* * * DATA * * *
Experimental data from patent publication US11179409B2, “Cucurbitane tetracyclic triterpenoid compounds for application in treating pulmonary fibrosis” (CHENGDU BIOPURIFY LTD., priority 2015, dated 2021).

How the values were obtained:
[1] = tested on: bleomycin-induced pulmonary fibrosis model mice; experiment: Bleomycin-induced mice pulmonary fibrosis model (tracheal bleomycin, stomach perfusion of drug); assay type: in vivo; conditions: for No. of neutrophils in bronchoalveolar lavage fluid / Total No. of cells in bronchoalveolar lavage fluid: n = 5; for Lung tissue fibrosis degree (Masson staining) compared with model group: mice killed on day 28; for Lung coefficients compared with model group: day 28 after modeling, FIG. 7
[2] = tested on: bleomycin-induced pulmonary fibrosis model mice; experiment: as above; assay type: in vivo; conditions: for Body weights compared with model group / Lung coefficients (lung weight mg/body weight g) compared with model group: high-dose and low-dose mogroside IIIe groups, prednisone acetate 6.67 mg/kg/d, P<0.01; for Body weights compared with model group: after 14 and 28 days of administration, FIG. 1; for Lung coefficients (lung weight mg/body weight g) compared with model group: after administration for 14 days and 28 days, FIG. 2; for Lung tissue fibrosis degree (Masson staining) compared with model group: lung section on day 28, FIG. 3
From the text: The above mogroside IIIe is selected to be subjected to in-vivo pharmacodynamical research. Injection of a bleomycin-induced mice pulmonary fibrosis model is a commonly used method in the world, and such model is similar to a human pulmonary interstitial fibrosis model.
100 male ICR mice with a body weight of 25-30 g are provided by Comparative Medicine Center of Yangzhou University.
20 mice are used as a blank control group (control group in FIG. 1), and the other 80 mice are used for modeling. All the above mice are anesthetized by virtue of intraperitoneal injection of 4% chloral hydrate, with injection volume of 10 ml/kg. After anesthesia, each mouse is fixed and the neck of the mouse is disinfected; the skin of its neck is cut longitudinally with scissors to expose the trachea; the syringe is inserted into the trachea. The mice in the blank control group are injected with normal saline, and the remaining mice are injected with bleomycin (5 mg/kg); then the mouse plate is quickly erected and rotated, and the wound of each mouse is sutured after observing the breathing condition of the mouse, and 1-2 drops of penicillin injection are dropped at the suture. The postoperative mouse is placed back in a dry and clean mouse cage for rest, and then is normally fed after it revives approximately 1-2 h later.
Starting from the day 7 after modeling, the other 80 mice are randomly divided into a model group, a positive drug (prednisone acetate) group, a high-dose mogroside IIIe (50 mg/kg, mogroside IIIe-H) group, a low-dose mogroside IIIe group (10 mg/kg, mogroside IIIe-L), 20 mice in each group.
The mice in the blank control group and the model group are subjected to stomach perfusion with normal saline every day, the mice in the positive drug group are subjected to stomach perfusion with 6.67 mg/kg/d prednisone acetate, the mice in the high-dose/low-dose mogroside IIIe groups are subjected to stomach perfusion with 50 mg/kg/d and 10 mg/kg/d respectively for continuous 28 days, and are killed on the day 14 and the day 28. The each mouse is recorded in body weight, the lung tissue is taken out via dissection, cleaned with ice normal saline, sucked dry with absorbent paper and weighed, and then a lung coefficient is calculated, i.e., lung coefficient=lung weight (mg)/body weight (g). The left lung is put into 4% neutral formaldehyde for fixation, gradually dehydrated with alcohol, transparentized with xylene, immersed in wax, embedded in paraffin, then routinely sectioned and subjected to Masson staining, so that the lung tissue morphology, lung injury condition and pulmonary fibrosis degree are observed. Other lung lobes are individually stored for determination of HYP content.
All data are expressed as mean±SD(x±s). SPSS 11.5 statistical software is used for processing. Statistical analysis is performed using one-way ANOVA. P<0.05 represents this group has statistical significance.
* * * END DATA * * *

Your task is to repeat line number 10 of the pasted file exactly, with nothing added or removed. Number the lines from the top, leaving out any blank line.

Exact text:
All data are expressed as mean±SD(x±s). SPSS 11.5 statistical software is used for processing. Statistical analysis is performed using one-way ANOVA. P<0.05 represents this group has statistical significance.